Two NSBP Members Win Major Awards September 2, 2009Posted by admin in : Condensed Matter and Materials Physics (CMMP), History, Policy and Education (HPE) , trackback
Dr. Adrienne Stiff-Roberts was recently awarded one of the Presidential Early Career Awards for Scientists and Engineers (PECASE).
The PECASE awards were commissioned by President Clinton to
honor and support the extraordinary achievements of young scientists and engineers at the outset of their independent research careers. These Presidential awards are the highest honor bestowed by the United States government on outstanding scientists and engineers just beginning their independent careers.
Dr. Stiff-Roberts is an assistant professor of electrical and computer engineering at Duke University. Her research involves the design, fabrication, and characterization of opto-electronic/photonic devices, particularly those in the infrared spectrum. She also does research on multifunctional sensors featuring hybrid nanomaterials.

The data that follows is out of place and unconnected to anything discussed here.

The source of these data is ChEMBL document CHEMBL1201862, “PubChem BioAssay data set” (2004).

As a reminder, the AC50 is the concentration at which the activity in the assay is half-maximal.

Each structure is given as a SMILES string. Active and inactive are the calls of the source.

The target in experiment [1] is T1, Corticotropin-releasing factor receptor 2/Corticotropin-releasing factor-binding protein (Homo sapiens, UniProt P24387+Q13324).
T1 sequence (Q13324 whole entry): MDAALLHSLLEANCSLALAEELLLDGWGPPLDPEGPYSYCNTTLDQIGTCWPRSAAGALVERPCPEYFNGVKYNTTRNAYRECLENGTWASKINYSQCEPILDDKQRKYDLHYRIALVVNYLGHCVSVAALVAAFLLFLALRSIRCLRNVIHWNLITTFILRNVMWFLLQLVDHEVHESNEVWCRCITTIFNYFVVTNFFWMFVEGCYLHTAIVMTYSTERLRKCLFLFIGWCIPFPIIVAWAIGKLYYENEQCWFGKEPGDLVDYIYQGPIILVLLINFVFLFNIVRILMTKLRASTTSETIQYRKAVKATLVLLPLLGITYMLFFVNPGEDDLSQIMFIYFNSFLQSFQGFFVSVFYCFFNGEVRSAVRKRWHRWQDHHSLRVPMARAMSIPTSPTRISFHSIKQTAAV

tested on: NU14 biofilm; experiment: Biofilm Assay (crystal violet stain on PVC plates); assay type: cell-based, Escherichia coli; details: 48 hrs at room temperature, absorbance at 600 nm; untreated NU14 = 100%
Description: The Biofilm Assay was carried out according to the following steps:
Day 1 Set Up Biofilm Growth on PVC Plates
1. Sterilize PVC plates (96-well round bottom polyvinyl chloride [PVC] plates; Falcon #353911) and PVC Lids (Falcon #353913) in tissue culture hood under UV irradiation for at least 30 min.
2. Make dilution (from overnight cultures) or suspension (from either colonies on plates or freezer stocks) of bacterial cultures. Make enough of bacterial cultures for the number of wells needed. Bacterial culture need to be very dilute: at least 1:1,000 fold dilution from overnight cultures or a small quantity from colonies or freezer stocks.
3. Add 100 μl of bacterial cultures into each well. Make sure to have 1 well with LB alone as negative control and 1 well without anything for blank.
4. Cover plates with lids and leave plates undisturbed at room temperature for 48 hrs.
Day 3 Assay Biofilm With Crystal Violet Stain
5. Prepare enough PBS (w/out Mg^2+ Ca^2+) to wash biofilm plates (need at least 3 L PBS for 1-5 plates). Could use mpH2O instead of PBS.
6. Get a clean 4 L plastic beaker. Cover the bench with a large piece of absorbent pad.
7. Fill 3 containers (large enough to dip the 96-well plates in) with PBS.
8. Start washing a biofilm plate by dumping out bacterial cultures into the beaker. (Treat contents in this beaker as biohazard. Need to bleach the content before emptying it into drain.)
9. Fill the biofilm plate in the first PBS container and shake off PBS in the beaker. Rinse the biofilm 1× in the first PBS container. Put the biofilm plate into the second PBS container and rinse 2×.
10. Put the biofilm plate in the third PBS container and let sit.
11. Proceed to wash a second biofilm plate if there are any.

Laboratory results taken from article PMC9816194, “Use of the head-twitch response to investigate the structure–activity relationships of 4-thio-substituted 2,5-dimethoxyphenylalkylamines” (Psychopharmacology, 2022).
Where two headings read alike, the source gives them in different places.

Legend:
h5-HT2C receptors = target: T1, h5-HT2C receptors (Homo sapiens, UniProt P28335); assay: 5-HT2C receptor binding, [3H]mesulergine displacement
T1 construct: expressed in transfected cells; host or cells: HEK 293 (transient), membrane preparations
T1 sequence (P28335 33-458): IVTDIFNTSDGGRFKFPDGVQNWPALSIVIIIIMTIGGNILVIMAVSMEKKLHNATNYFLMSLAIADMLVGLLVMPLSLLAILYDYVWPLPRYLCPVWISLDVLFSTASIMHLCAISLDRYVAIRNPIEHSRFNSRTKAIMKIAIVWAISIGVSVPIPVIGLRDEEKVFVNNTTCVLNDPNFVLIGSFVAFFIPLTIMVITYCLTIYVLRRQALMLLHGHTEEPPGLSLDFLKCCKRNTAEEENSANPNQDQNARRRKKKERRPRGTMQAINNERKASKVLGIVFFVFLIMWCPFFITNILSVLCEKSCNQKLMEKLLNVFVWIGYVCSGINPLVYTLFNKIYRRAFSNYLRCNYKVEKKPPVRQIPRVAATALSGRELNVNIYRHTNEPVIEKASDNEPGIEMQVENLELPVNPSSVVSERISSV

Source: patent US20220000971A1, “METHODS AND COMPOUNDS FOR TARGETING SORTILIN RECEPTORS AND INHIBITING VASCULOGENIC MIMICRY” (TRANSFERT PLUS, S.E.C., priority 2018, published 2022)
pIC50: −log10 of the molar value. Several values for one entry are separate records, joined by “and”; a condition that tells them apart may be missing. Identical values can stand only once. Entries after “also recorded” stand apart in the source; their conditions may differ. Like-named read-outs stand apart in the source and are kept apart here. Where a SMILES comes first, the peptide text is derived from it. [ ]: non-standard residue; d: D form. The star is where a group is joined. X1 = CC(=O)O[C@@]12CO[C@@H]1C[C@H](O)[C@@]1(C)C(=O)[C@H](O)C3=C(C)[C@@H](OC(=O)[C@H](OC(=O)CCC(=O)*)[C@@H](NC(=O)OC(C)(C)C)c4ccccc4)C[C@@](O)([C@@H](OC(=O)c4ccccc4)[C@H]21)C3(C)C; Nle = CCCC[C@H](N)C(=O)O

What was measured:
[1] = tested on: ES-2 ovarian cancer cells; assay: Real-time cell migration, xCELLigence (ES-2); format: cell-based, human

She is a graduate of Spelman College and the University of Michigan.
Professor Nadya Mason wins Denise Denton Award
Dr. Nadya Mason is the 2009 winner of the Denise Denton Emerging Leader Award. Dr. Mason is currently and assistant professor of physics at the University of Illinois Urbana-Champaign. She is co-chair of the NSBP Condensed Matter and Materials Physics Section.
Given by the Anita Borg Institute for Women and Technology (ABI), the Denice Denton Emerging Leader Award is given each year to a junior non-tenured faculty member under the age of 40 at an academic or research institution pursuing high-quality research in any field of engineering or physical sciences while contributing significantly to promoting diversity in his/her environment. The Denice Denton Award is underwritten by Microsoft.
Dr. Mason’s research focuses on electron behavior in low-dimensional, correlated materials, where enhanced novel interactions are expected to give novel results. She is particularly interested in the effect of reduced dimensionality and correlations on electron coherence, and uses novel fabrication techniques to study quantum properties of carbon nanotubes, quantum dots and wires. She has several publications in top-flight journals including Nature, Science and Physical Review Letters.
In addition to her research, Dr. Mason is a spokesperson for increasing diversity in physics and for creating a climate in academia that embraces and supports minorities and women.
She is a graduate of Harvard University and Stanford University.